As the skills development director for the National Interscholastic Cycling Association (NICA), Lee McCormack created the curriculum, wrote the coach training manual and trains high school mountain bike coaches throughout the United States.
“Lee and his highly skilled assistants have played a significant role in helping grow interscholastic cycling in the United States.
“Specifically, Lee’s invaluable Teaching Mountain Bike Skills manual and his hands-on trainings have equipped over 1,500 coaches nationwide with the necessary skills and teaching styles to teach and mentor adolescents as they learn to ride safely. With over 5,000 active participants in our programs, it is fair to say that Lee’s work is paying off in a massive way as more kids are learning to ride with the proper confidence, skills and discipline to remain life-long cyclists.
“As a result of his emphasis on safety and teaching coaches what to look for to identify unsafe riding techniques, we have seen a significant reduction in the number of students crashing on their bikes. It is our honor and pleasure to work with Lee and his growing number of highly dedicated assistants.”
Austin McInerny, NICA executive director
When the largest youth MTB organization in the world chooses your teaching method and coaches, you know you’re doing something right.
More kids on bikes!
2014 NICA Special Recognition Award
At its 2014 awards ceremony in Berkeley, CA, NICA generously gave Lee special recognition:
“I am sorry you were not able to join us for the NICA Annual Awards! As I described to the full house of 170 attendees, you are being presented with the award in recognition as a special and unique NICA Partner who has played a significant role the past year in our efforts to get more kids on bikes.
“I called attention to your contributions to the skills manual and to teaching coaches at each league’s inaugural leaders summits. I also mentioned that I have personally had the pleasure of watching you teach at over ten summits and am always amazed with the level of energy and commitment you display to helping coaches be the best they can be when working with students.
“Your passion for the sport is evident to all those that meet you and NICA is honored to work with you.”
Lee literally wrote the book(s). Teaching Mountain Bike Skills helps train high school coaches throughout the United States.
Just got licensed through NICA/AICL for coaching mountain biking. Needless to say, I have your book. And like a good book, I can’t seem to put it down. The great thing is, I take what I have read and apply it myself when I am out on the trails riding. I learned to slow down a bit to focus on my own skills and ask myself: What did that feel like, what am I doing and when, and is this correct or not, and how do I adjust? Self coaching is what I call it.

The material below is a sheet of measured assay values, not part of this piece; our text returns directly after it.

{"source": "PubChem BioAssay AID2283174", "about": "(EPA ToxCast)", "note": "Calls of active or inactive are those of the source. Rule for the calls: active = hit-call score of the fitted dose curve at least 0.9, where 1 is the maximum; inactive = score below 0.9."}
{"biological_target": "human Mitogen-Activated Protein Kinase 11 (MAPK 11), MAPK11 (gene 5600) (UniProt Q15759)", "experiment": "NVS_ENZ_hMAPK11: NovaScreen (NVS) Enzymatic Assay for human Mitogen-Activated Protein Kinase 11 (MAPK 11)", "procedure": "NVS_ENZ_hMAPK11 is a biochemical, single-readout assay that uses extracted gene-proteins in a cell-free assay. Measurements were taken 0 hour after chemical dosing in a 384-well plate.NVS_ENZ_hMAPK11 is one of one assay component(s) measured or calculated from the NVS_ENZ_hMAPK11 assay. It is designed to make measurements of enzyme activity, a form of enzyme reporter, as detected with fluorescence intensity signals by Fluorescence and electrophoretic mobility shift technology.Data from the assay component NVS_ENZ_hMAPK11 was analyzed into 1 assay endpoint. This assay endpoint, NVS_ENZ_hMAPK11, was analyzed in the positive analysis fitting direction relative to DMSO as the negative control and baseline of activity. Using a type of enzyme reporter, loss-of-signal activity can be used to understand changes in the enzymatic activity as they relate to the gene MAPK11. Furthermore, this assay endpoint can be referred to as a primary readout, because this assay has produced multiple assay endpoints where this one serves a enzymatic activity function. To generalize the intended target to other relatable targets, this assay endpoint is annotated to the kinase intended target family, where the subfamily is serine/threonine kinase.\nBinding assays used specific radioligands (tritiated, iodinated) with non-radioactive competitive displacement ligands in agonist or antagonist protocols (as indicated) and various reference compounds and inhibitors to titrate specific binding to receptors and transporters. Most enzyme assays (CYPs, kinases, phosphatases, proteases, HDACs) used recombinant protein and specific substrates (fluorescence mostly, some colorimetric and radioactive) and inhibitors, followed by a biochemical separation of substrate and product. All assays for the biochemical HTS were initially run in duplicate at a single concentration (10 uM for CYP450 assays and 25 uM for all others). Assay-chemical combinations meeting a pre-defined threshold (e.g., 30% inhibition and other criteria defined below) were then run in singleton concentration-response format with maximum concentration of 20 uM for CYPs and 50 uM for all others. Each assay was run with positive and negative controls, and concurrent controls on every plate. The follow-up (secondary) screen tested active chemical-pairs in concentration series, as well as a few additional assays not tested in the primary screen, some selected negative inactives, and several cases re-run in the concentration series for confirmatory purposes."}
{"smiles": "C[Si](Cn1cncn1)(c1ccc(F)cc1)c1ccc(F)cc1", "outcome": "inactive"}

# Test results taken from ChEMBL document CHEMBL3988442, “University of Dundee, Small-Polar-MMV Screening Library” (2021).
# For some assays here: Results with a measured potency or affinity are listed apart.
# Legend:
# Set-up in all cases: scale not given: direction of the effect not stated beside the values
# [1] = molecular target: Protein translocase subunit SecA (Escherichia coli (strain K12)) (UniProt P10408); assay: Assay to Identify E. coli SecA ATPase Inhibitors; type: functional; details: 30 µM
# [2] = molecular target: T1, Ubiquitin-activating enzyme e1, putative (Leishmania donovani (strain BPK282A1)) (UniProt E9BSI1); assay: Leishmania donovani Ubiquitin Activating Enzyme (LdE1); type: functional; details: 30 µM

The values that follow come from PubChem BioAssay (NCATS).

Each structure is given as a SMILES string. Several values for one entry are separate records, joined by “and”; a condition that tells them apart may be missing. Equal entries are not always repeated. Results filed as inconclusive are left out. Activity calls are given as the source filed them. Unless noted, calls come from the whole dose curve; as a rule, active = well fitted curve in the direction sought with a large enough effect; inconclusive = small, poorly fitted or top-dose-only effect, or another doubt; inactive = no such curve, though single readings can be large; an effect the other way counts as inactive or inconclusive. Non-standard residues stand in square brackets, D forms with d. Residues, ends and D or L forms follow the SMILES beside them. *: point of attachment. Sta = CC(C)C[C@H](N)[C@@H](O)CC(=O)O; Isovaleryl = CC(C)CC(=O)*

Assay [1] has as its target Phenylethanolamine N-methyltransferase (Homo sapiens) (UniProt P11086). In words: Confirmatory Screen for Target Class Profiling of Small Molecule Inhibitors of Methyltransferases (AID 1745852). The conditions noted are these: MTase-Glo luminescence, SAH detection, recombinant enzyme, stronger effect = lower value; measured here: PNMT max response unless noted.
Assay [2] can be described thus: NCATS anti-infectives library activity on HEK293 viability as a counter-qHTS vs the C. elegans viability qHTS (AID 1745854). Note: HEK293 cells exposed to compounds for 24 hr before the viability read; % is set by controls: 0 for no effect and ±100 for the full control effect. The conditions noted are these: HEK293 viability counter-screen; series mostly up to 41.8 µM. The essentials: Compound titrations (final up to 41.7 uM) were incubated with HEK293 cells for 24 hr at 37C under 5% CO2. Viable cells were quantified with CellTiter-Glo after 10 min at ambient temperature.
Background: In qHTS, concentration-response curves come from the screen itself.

Cornering and approaching sandy desert washes and riding through that sandy wash are two of the most common questions I get asked. While I understand you can’t cover every single trail condition, can you provide some methods to the madness whether by a personal response or through your Facebook page would be coolio.
The cornering, I’m trying to pinpoint just where exactly without having the book in front of me, is one of my biggest pet peeves. While your explanation makes sense, I don’t know if it’s the pictures or lack thereof that is confusing to me because something is missing. Oh. When you approach a turn, I understand the looking ahead, looking around, follow the lines, etc. But what should your aim be for on a 29er vs 27 as you approach a corner? In other words, I am approaching a corner, should I go for the outside first then make my turn? Or do I hug the inner lines and let the wheels create kinda of a straight line? Does that make sense?
I know when I am racing, I don’t even think about it. I just do it somehow without killing myself or falling over. It comes naturally. But it’s the breaking down, the visualizing it then interpreting that to the kids, or adults, I coach.
Thank you for your time and your help.
Thanks for writing.
The Mastering Mountain Bike Skills books (the third edition will be out in Fall) have more detail about cornering and riding through loose sections.
For ultimate detail including video examples, join our online MTB school at http://www.llbmtb.com. There’a a ton of info in there!
– Short sand section: Generate speed and sprint through with perfect balance.
– Long sand section: Come in soft. Stay balanced. Apply steady power.
– Cornering is fundamentally the same on all bikes. Bigger wheels have to be leaned more to make the same turn.
– Most of the time you’ll want a “late apex” line in turns. Enter on the outside, exit toward the inside.
Have fun out there!